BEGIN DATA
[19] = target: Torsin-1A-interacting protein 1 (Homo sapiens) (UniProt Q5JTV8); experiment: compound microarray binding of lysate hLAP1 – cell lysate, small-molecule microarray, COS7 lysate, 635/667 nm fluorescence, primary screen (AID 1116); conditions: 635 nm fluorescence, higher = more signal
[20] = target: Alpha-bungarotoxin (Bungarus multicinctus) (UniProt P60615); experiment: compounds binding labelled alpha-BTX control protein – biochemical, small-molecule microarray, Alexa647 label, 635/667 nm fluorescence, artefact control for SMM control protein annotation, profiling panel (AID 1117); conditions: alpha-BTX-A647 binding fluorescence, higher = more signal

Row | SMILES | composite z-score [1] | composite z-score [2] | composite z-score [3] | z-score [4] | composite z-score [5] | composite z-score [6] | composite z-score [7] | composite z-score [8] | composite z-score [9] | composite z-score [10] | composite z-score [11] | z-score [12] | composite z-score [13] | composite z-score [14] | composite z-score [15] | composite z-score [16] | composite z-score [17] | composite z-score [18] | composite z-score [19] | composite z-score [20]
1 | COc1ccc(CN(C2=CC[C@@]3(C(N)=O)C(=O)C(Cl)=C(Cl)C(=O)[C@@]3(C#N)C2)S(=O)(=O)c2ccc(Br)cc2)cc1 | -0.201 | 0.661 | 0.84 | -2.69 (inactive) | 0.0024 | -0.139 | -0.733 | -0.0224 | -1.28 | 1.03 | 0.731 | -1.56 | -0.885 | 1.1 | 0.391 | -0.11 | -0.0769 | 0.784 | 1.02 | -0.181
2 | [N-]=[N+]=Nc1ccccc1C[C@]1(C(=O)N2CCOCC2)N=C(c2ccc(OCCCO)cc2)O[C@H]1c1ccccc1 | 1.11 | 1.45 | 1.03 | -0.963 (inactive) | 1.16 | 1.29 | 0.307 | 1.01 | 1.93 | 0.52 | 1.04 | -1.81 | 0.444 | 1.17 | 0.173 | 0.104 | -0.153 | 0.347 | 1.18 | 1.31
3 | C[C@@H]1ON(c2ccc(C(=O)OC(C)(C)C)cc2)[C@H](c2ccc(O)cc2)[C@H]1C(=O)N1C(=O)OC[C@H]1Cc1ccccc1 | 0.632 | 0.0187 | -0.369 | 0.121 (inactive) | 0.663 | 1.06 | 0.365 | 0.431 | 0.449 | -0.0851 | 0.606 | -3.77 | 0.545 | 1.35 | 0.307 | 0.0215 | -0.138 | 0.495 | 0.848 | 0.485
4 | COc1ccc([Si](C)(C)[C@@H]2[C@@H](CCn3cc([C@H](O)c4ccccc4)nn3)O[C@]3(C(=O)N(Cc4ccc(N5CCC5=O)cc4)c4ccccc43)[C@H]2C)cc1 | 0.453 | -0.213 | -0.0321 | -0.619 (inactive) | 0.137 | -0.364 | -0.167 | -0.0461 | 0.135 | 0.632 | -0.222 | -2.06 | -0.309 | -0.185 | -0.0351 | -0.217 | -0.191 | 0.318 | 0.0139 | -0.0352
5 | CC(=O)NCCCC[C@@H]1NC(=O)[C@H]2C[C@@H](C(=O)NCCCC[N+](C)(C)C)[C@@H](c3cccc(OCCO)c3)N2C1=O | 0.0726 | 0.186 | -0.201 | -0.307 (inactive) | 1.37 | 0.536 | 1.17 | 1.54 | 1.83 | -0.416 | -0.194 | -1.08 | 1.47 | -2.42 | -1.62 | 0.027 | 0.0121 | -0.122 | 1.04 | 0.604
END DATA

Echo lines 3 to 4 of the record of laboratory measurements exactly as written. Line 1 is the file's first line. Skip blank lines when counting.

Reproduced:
Row | SMILES | composite z-score [1] | composite z-score [2] | composite z-score [3] | z-score [4] | composite z-score [5] | composite z-score [6] | composite z-score [7] | composite z-score [8] | composite z-score [9] | composite z-score [10] | composite z-score [11] | z-score [12] | composite z-score [13] | composite z-score [14] | composite z-score [15] | composite z-score [16] | composite z-score [17] | composite z-score [18] | composite z-score [19] | composite z-score [20]
1 | COc1ccc(CN(C2=CC[C@@]3(C(N)=O)C(=O)C(Cl)=C(Cl)C(=O)[C@@]3(C#N)C2)S(=O)(=O)c2ccc(Br)cc2)cc1 | -0.201 | 0.661 | 0.84 | -2.69 (inactive) | 0.0024 | -0.139 | -0.733 | -0.0224 | -1.28 | 1.03 | 0.731 | -1.56 | -0.885 | 1.1 | 0.391 | -0.11 | -0.0769 | 0.784 | 1.02 | -0.181